Post Traumatic Stress Disorder – PTSD
LISTEN TO THE AUDIO OF THIS CONTENT
Post-traumatic stress disorder (PTSD) is a mental health condition that some people develop after a particularly stressful or terrifying experience. The more science examines it, the more it becomes clear that this serious mental illness can be caused by any extreme or dangerous event in a person’s life.
Healthcare experts and physicians are not entirely sure why one person suffers from it while another person, who lived through the same harrowing event, does not.
- The U.S. Department of Veterans Affairs (VA) estimates that 5.2 million adults cope with it each year.
It did not receive an official diagnosis until the American Psychiatric Association (APA) included it in the third edition of the Diagnostic and Statistical Manual of Mental Disorders (DSM), “the bible of psychiatry”, in 1980. Though it wasn’t in the DSM, psychiatrists had noticed for decades some soldiers who had survived combat exhibited similar symptoms.
- Early on, the condition was referred to as “shell shock” or “battle fatigue.”
Signs – Symptoms
The symptoms are painful and, very often, lead to other mental illnesses, such as anxiety, depression and addiction issues. Some of the symptoms include the following:
- Flashbacks – reliving the traumatic event as if it were happening again
- Distressing and recurrent memories of the trauma
- Severe emotional and physical distress in reaction that trigger negative memories
- Overwhelms guilt and shame
- Difficulty sleeping and concentrating
- Self-destructive behavior, such as drinking to excess or driving dangerously
- Difficulty maintaining once close relationships
- Hopelessness about the future
Diagnosis – Treatment
For anyone suffering from this disorder, proper diagnosis and treatment can help ease symptoms and allow individuals to begin working through the trauma. Physicians can prescribe certain medications to reduce symptoms of anxiety, and therapy in the form of counseling and support groups are also effective.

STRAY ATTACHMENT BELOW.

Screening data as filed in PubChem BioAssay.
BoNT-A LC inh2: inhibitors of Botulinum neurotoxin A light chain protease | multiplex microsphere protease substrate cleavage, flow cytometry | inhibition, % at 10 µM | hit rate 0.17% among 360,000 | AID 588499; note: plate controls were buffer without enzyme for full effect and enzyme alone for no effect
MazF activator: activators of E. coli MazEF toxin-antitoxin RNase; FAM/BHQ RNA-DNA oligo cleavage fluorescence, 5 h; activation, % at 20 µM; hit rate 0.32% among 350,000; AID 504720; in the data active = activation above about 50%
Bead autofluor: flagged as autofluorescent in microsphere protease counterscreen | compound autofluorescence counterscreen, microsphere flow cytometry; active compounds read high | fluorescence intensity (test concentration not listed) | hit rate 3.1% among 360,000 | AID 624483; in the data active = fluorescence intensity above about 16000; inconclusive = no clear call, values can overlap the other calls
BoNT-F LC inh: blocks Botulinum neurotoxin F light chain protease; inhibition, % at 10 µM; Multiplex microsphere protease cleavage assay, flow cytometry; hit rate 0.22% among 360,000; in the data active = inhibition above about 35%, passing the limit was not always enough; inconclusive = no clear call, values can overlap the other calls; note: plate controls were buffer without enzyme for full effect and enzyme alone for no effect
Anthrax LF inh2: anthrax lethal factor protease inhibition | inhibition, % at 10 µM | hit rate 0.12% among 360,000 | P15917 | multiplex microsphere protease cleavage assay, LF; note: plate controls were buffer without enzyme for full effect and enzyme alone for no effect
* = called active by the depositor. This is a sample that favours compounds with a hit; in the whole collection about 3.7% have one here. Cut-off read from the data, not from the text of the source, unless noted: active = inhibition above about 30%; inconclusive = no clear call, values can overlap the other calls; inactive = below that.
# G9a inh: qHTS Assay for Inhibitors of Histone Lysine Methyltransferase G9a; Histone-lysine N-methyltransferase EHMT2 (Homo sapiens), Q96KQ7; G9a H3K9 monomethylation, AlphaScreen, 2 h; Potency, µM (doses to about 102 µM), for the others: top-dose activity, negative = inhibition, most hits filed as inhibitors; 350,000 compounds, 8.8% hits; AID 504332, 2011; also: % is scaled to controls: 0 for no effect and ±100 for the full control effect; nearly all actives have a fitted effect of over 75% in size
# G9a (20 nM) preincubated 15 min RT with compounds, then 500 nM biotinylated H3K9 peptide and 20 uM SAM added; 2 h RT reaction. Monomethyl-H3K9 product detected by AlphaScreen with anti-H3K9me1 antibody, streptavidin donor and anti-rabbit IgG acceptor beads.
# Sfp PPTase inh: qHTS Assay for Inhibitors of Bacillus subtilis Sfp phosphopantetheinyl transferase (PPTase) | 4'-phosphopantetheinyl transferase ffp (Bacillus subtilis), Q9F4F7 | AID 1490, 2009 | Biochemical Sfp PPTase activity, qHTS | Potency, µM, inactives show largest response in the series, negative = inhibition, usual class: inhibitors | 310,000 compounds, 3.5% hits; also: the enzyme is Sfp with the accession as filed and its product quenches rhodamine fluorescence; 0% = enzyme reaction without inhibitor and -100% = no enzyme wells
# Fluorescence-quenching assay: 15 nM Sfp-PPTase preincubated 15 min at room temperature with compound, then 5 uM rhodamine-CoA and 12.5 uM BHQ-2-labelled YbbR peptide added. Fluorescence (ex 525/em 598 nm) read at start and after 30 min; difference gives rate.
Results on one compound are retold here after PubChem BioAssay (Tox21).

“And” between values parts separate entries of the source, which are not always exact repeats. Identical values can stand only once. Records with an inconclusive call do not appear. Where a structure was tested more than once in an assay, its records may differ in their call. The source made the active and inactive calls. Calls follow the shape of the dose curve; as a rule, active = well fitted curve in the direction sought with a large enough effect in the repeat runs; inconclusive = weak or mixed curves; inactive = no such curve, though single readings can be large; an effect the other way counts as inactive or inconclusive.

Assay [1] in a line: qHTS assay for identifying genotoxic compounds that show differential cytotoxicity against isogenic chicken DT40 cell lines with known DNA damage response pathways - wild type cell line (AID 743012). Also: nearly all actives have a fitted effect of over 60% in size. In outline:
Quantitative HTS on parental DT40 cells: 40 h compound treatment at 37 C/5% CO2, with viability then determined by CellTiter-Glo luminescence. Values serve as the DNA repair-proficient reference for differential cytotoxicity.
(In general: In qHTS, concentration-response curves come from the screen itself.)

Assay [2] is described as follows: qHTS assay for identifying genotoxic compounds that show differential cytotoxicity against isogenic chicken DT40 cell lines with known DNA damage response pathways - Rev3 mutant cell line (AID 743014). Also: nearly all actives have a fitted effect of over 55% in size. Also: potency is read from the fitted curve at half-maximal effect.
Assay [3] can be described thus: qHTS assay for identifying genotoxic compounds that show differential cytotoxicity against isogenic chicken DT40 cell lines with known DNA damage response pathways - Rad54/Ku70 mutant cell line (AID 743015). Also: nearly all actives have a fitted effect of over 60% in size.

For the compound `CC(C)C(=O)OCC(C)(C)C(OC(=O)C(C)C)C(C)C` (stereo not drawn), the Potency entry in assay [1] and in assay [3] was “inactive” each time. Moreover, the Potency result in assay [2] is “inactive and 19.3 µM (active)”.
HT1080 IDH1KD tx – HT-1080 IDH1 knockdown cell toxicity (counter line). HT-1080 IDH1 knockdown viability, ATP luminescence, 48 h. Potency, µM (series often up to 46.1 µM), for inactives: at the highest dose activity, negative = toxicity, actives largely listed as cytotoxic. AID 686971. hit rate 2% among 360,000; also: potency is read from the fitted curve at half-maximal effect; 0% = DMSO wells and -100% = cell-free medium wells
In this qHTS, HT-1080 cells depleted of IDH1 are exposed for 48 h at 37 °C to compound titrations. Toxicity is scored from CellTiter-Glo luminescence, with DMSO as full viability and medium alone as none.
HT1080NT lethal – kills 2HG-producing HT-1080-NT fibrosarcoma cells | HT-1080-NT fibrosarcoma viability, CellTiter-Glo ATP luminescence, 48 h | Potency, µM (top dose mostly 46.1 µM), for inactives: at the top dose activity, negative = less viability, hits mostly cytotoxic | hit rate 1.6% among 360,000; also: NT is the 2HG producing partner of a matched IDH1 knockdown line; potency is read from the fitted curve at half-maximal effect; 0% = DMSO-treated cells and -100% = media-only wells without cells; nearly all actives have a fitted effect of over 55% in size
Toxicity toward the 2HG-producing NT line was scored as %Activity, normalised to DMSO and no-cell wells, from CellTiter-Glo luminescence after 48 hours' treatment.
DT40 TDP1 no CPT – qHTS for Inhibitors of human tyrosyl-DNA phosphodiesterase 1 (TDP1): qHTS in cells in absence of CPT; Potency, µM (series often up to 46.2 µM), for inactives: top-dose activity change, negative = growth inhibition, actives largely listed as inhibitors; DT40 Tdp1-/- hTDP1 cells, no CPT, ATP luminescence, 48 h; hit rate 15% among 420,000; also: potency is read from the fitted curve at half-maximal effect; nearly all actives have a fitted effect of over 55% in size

Cognitive behavioral therapy (CBT) is a psychological approach that helps change the way victims act and feel by altering their patterns of thinking and behavior. Individuals learn to identify memories that make them feel anxious or afraid and replace them with less distressing images and thoughts.
- CBT is effective therapy. It is the standard of care of the U.S. Department of Defense as it relates to mentally traumatic injuries.
- Eye Movement Desensitization and Reprocessing (EMDR) has also proven very effective therapy
Though it’s been combat veterans who have received much of the public’s attention, the condition can be caused by any serious trauma. This can include circumstances such as:
- Childhood neglect and physical abuse
- Sexual assault and molestation
- Car accidents
- Terrorist attack
- Natural disasters
- Life-threatening medical diagnosis
- Getting mugged, robbed or held at gunpoint
For some, long-term trauma that’s lasted over a period of time creates an even more painful and difficult condition.
Complex PTSD is when a victim experiences chronic trauma over that continues to repeat over months or years. Psychiatry has acknowledged that the current guidelines regarding it do not completely capture the harm that recurrent and sustained trauma creates. These types of prolonged circumstances can include the following:
- Long-term domestic violence
- Long-term prostitution
- Repeated child sexual abuse
- Prisoner of war and concentration camps
- Organized human slavery rings
These types of traumatic events can virtually rewire a person’s brain, changing everything from their self-perception to their ability to regulate emotions. Treatment for it is similar with an emphasis on addressing interpersonal difficulties and becoming empowered in order to once again experience feelings of safety.